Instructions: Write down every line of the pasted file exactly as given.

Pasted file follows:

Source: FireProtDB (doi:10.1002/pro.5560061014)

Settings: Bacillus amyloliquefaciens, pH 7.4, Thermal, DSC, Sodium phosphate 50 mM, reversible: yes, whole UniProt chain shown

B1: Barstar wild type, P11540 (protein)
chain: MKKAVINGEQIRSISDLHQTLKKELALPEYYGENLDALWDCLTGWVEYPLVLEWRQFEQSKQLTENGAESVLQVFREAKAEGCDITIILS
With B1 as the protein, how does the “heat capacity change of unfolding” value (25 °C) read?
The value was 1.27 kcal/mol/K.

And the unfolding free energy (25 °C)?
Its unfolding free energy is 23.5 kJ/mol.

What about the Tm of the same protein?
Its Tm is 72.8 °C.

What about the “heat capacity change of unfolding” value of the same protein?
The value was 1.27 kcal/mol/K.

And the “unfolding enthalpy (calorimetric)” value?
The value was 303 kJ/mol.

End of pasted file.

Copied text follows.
Source: FireProtDB (doi:10.1002/pro.5560061014)

Settings: Bacillus amyloliquefaciens, pH 7.4, Thermal, DSC, Sodium phosphate 50 mM, reversible: yes, whole UniProt chain shown

B1: Barstar wild type, P11540 (protein)
chain: MKKAVINGEQIRSISDLHQTLKKELALPEYYGENLDALWDCLTGWVEYPLVLEWRQFEQSKQLTENGAESVLQVFREAKAEGCDITIILS
With B1 as the protein, how does the “heat capacity change of unfolding” value (25 °C) read?
The value was 1.27 kcal/mol/K.

And the unfolding free energy (25 °C)?
Its unfolding free energy is 23.5 kJ/mol.

What about the Tm of the same protein?
Its Tm is 72.8 °C.

What about the “heat capacity change of unfolding” value of the same protein?
The value was 1.27 kcal/mol/K.

And the “unfolding enthalpy (calorimetric)” value?
The value was 303 kJ/mol.